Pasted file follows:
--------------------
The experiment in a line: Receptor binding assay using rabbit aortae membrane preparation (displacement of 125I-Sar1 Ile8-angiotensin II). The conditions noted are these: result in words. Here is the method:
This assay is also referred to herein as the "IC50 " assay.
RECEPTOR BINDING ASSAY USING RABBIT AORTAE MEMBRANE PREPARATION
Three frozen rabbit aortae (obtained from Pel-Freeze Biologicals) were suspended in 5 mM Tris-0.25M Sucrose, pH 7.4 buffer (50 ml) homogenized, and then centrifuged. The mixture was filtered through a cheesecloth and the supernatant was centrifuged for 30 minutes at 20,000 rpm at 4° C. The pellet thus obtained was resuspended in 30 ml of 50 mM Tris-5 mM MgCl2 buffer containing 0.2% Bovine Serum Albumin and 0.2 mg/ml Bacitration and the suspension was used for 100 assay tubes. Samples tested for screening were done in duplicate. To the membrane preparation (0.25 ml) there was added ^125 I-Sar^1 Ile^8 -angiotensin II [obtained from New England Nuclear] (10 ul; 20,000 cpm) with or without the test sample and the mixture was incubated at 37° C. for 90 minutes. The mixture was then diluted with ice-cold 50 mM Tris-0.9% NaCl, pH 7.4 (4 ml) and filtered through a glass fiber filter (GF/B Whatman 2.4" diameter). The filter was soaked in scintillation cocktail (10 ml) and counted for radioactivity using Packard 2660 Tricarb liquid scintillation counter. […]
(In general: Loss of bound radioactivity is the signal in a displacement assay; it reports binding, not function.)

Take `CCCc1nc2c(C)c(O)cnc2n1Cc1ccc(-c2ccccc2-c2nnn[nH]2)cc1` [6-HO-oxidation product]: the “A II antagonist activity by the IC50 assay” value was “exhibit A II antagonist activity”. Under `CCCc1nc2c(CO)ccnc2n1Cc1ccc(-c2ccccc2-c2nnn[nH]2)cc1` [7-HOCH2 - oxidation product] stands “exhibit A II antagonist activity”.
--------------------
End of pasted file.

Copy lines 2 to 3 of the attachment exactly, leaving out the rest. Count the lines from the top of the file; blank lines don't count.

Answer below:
This assay is also referred to herein as the "IC50 " assay.
RECEPTOR BINDING ASSAY USING RABBIT AORTAE MEMBRANE PREPARATION